The Designs of Humanity

Sometimes I think about who we are.

Encounters

Have you ever thought about how much you’re influenced by those you meet? It’s easy to see in someone else, when they pick up common phrases their friends use. While we see it in those around us, we often don’t realize that we’re just the same way. However, it’s not just as simple as what phrases we pick up, or even what bigger habits we form. It’s a behind-the-scenes life-changing matter.

Imagine for a minute that you’re a drop of rain rolling down a window pane (pardon the thought that we are mostly water). The window is already covered in droplets, some moving faster than others, and some not bothering to move an inch an hour. As you pass a small droplet, you join with it (minds out of the rain gutter, please). You receive something from it, and you leave a little bit of yourself with it when you go. You’re also diverted at least a little bit. This is how it works with the people we meet.

Now take a step back from the window. As you watch the drop find its way down the window it’s fairly easy to see that the path it takes is far from a straight line. In fact, it’s downright crazy. It could start on one side of the window and end up on the other—or make it half way there and decide to come back. My point is, we can’t just shrug off the things we glean from encounters. One way or another, they make us who we are.

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Filed under: droplets, friendship, influence, interaction, metaphor, rain, water, window

Comfortable

What things in your life make you feel comfortable? Take a moment to think about them. If you’re at all like me, you probably just envisioned a loaded turkey sandwich, your favorite after-a-long-day chair, and a fresh-ground French press steaming in your favorite mug—or at least something similar. Well, whatever it is, I hope you’re experiencing it right now, because it may be the last time you ever do so with a clear conscience.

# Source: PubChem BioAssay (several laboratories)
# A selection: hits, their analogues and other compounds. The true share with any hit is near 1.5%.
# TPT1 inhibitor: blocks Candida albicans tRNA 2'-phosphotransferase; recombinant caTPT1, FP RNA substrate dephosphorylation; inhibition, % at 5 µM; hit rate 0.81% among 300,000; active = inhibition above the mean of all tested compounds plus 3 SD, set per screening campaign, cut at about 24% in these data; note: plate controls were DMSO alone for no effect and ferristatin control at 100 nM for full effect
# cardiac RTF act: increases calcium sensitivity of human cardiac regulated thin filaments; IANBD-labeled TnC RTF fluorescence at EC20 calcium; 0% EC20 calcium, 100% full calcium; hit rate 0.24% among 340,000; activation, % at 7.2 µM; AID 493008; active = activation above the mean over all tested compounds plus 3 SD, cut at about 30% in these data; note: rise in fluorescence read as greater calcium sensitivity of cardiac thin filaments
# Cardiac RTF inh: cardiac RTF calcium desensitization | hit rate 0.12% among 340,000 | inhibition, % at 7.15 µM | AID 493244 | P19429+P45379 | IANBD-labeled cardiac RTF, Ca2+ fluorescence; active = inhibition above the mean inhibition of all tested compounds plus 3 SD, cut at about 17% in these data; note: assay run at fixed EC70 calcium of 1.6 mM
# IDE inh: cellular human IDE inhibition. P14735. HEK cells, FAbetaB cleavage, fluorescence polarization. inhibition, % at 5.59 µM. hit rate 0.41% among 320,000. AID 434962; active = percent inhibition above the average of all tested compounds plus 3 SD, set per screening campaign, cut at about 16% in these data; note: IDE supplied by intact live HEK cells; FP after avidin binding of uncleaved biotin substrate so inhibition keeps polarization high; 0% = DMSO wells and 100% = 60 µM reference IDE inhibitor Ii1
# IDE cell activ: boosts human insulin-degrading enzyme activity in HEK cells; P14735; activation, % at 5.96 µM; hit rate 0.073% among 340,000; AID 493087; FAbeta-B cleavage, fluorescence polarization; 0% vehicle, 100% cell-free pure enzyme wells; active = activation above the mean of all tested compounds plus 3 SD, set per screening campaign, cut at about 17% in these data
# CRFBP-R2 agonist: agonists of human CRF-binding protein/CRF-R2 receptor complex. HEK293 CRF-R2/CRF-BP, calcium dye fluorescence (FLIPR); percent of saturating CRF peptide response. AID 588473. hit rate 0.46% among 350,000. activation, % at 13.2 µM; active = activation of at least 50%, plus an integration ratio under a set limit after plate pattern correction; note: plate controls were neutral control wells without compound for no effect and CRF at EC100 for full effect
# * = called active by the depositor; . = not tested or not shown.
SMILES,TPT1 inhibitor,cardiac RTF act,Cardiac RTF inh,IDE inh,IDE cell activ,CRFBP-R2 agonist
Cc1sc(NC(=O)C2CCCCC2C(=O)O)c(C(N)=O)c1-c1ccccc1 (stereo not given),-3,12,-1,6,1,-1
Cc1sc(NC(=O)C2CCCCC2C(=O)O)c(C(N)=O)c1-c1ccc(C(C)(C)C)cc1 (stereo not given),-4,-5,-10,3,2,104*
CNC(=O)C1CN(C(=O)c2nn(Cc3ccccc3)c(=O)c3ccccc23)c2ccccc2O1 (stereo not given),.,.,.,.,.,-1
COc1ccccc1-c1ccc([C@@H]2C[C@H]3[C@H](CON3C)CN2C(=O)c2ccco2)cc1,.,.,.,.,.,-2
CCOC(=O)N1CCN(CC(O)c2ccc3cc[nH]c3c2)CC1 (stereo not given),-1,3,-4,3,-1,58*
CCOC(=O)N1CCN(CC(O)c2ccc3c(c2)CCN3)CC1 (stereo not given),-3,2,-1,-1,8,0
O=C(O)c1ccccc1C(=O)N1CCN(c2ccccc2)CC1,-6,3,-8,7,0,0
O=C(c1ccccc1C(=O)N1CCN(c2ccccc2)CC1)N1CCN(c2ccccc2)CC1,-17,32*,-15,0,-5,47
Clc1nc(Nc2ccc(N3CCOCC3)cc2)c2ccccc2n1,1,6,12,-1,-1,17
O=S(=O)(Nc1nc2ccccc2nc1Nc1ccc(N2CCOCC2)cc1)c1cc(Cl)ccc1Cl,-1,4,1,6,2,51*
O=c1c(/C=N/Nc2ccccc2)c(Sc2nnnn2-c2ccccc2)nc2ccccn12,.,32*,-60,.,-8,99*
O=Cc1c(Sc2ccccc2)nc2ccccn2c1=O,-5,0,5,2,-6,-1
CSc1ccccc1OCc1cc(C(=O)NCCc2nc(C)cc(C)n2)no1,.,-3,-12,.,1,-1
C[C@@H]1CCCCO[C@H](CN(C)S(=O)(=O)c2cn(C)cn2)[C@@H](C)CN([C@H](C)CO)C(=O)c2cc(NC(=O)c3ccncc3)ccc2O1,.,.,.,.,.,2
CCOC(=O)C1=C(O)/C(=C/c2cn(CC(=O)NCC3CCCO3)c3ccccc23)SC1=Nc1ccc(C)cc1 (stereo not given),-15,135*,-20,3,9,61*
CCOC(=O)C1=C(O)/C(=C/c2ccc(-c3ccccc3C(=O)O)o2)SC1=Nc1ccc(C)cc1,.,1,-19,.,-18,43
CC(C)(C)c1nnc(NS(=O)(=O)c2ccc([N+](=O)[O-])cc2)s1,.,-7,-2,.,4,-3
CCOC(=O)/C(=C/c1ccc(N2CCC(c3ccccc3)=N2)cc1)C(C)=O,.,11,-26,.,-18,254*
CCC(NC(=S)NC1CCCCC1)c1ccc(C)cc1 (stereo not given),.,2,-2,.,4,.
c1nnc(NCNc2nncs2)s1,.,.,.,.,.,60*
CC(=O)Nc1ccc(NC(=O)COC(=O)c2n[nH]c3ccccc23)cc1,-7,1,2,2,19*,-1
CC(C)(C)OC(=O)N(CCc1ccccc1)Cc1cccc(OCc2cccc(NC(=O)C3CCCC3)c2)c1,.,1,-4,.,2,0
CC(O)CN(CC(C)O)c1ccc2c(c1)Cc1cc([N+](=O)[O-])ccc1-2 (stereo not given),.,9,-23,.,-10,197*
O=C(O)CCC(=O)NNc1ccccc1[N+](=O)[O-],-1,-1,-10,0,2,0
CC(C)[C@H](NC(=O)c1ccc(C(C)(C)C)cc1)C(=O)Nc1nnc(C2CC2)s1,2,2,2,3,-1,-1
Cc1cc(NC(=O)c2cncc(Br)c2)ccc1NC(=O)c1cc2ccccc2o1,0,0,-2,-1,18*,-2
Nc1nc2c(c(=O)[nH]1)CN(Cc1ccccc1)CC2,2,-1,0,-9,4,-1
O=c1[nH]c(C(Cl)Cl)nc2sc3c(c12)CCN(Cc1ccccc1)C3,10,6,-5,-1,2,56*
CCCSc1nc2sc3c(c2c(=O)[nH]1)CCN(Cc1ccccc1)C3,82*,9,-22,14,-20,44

No, I’m not going to lay a guilt trip on you about how other people are utterly without our luxuries, as true as that is. Instead, I’d like to share my latest epiphany: being comfortable is bad for you.

Aside from the worldly attachments we develop when visiting our “comfort caves”, being comfortable is detrimental in another way. When we feel comfortable, we close our eyes to growth.

By deciding that we’re comfortable with our own levels of competence in our respective fields (be they professional or inspired), we stunt ourselves of the drive to exceed our previous performances. For example, my previously mentioned comfort-vices keep me from discovering new types of sandwiches, gaining new perspective from other seats, and finding out how much I really would enjoy kumquat tea (?). While these things are fairly inconsequential, you can see where applying the same principle on a larger scale might reveal one of human-kind’s greatest weaknesses: the lack of drive to improve.

Now, what were those things that make you feel comfortable? Think about them.

Filed under: comfort, ease, growth, influence, learning, strength

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